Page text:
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Speak UpOne strategic approach to career management is to find effective ways to stand out on the job. Being good at what you do is obvious, of course, but great job performance alone won’t be enough to break from the crowd. One way to make sure you stand out and get noticed is by speaking up.

You may know how to do a great job in your position, but there is always room for improvement. Take time to look at how you do what you do, how people and processes work around you, and think about ways everyone could do it better. Come at it with a fresh perspective and find ways to improve efficiency or increase effectiveness.

Often times, great ideas are hidden in changing and challenging “the way we’ve always done it.” (Click here to tweet this thought.) While small improvements may not be earth-shattering, over time, they can add up to big progress. And if you’re the employee who made the suggestion, you will stand out.

 

Employees: How to Speak Up Effectively

There’s a right way and a wrong way to speak up about making improvements. Don’t waste time griping to your supervisor. Everyone has stressful work days, and you can always vent excess tension among trusted coworkers.

Instead, talk to your boss only about observations and ideas for policies, processes, procedures or products you think can be improved. But do your homework first. If possible, find out the history and politics behind those areas you want to change. Keep your emotions in check when speaking to your supervisors, and try to propose at least one suggestion for doing things differently or solving the problem.

Make sure your suggestion is actionable. Complaining about the fluorescent lights isn’t valuable. Having a specific plan for increasing natural light in the office and improving productivity as a result is much better. You could even show your supervisor the numerous studies that link lighting and environment to productivity. (That’s doing your homework.)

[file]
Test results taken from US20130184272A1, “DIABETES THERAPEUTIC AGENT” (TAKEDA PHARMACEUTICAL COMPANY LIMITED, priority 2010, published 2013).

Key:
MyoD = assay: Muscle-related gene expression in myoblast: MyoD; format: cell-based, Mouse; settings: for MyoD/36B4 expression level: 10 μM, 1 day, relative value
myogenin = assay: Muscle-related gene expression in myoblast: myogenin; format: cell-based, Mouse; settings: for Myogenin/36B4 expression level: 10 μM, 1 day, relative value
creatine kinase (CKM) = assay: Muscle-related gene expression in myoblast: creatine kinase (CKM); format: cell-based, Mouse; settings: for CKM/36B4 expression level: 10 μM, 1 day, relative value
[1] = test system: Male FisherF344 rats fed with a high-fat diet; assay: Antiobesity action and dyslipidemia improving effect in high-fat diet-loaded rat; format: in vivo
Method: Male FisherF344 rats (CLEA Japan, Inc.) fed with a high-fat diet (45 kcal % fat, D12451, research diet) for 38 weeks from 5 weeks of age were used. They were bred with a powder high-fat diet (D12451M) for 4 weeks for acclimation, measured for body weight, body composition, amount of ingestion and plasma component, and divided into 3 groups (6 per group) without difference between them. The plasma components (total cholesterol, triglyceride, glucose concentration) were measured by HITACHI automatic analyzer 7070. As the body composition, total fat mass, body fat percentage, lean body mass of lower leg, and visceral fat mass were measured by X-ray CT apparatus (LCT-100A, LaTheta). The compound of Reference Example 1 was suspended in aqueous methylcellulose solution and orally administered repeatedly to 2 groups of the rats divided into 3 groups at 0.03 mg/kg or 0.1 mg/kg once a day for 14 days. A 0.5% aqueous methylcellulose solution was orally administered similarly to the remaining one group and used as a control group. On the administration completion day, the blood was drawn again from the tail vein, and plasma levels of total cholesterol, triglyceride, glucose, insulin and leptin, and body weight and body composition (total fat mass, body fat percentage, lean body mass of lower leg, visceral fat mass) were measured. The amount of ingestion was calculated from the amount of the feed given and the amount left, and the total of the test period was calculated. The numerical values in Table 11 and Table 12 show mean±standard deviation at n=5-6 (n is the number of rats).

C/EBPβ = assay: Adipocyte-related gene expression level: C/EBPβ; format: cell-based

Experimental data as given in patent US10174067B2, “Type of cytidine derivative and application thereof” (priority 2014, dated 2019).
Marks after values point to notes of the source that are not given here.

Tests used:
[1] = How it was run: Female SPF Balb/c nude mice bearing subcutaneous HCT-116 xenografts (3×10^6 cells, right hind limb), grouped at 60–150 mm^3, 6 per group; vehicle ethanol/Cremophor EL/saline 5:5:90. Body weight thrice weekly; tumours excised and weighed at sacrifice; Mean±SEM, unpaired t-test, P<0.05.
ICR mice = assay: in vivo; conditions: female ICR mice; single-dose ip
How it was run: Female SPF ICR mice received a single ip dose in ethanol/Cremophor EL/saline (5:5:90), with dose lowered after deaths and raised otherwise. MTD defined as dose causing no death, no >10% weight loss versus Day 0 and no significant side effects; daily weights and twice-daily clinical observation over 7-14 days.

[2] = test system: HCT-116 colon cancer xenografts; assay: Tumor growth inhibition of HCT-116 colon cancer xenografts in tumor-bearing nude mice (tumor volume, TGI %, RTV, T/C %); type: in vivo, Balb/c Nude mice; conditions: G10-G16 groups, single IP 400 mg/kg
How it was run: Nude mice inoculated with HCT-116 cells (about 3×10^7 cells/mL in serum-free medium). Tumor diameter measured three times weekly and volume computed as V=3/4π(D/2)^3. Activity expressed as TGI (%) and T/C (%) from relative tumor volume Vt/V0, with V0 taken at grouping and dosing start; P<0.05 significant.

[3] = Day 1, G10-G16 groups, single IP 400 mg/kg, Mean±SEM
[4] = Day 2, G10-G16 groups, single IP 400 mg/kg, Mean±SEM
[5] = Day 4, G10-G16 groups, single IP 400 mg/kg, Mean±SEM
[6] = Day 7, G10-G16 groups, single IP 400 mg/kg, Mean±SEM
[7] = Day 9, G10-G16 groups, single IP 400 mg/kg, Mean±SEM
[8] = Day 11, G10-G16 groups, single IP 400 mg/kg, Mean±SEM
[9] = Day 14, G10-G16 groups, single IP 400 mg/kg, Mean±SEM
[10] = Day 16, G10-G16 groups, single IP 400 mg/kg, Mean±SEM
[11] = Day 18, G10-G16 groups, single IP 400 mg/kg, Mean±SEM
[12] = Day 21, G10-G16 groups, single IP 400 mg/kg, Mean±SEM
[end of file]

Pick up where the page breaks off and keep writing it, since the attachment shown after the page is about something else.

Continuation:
Bear in mind these tips for speaking up and standing out in a positive way:

 

1. Sow Some Seeds

Have you gone to bat for your boss before? If you have, then you probably earned some capital to suggest changes. It’s also a good idea to gauge your boss’s mood before stepping into their office to best take advantage of any good will.

 

2. Consider the Person You’ll be Talking To

People have different communication styles and opinions about what constitutes a good idea. Some might want a formal written proposal. Others might prefer to chat about it over coffee. A good idea isn’t always self-evident. Sometimes it needs to be packaged in a way that will make it appealing to the person listening.

 

3. Focus on the Positive, Not on Assigning Blame

This suggestion cannot be stressed enough. No one wants to hear you gripe. You can avoid this pitfall by focusing on the benefits of your suggestion.

 

4. Timing is Everything

Suggesting a new idea during the heat of an active project or deadline can often work against you. Your good idea could be perceived by others as a distraction — or, worse, a way for you to avoid the task at hand.

Complete your current task or project, then propose your idea during calmer times. Receptiveness will improve immeasurably.

 

5. Frame the Problem as Your Perception, Not as a Fact

“This procedure is all wrong” is a lot less effective than, “This procedure appears to be making it more time-consuming for staff to produce monthly client reports.”

While the issue may seem obvious to you, understand that you’re still offering your point of view. Approaching your boss with this humble disposition will only help your cause.

 

6. Find the Idea Champions in Your Company